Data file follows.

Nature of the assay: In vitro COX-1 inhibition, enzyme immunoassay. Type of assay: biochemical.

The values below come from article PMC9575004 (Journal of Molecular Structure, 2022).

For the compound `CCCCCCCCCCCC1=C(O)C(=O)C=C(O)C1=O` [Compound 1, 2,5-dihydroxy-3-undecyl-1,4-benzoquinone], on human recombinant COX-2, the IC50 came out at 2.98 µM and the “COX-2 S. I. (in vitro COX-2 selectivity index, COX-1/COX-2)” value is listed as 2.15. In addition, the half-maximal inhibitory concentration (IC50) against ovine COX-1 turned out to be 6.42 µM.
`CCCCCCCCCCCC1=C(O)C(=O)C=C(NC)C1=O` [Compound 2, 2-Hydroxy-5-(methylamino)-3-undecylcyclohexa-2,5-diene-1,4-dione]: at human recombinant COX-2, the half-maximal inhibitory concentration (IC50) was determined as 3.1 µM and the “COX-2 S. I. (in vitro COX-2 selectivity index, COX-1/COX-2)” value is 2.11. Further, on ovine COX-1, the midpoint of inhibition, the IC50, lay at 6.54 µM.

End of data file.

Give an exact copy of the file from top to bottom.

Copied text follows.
Nature of the assay: In vitro COX-1 inhibition, enzyme immunoassay. Type of assay: biochemical.

The values below come from article PMC9575004 (Journal of Molecular Structure, 2022).

For the compound `CCCCCCCCCCCC1=C(O)C(=O)C=C(O)C1=O` [Compound 1, 2,5-dihydroxy-3-undecyl-1,4-benzoquinone], on human recombinant COX-2, the IC50 came out at 2.98 µM and the “COX-2 S. I. (in vitro COX-2 selectivity index, COX-1/COX-2)” value is listed as 2.15. In addition, the half-maximal inhibitory concentration (IC50) against ovine COX-1 turned out to be 6.42 µM.
`CCCCCCCCCCCC1=C(O)C(=O)C=C(NC)C1=O` [Compound 2, 2-Hydroxy-5-(methylamino)-3-undecylcyclohexa-2,5-diene-1,4-dione]: at human recombinant COX-2, the half-maximal inhibitory concentration (IC50) was determined as 3.1 µM and the “COX-2 S. I. (in vitro COX-2 selectivity index, COX-1/COX-2)” value is 2.11. Further, on ovine COX-1, the midpoint of inhibition, the IC50, lay at 6.54 µM.